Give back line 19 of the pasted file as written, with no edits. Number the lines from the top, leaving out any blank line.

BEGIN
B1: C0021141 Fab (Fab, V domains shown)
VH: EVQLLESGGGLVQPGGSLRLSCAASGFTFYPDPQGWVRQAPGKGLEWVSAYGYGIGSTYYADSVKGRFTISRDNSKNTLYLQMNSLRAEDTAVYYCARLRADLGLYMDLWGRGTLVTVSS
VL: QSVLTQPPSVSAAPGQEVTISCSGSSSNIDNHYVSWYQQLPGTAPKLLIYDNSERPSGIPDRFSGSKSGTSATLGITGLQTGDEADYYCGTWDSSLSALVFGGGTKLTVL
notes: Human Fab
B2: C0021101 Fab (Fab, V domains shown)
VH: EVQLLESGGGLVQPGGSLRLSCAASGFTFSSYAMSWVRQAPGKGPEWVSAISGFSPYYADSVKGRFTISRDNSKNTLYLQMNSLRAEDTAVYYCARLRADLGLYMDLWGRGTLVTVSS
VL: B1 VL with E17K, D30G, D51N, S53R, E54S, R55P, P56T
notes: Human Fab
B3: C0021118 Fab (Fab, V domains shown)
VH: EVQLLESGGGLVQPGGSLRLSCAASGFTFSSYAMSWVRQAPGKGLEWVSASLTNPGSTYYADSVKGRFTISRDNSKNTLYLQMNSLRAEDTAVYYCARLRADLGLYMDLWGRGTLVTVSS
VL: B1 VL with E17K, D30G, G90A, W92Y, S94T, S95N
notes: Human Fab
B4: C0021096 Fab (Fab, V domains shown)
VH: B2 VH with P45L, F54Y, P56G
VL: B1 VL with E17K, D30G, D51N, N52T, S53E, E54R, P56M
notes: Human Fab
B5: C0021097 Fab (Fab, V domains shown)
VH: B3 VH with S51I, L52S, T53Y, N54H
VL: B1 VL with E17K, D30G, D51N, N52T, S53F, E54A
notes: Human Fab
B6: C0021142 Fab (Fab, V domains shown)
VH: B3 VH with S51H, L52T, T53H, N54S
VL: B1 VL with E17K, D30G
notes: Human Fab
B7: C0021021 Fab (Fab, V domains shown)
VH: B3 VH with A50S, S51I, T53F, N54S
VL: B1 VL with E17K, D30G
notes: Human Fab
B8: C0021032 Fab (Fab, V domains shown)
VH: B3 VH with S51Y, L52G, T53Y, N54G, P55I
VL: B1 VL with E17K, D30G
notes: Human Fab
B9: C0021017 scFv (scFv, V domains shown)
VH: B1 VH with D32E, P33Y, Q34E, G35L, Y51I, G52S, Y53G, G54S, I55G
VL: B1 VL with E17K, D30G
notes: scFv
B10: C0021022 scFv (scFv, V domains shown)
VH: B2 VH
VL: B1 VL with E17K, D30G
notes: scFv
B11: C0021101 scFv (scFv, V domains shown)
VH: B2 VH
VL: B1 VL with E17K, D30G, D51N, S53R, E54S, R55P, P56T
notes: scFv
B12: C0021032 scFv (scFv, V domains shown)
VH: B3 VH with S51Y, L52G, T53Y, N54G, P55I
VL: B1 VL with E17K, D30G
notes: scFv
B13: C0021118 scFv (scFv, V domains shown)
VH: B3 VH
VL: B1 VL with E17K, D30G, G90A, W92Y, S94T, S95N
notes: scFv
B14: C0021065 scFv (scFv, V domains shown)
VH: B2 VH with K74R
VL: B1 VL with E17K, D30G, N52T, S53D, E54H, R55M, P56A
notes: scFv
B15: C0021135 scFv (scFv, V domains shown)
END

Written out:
VL: B1 VL with E17K, D30G, D51N, N52T, S53F, E54A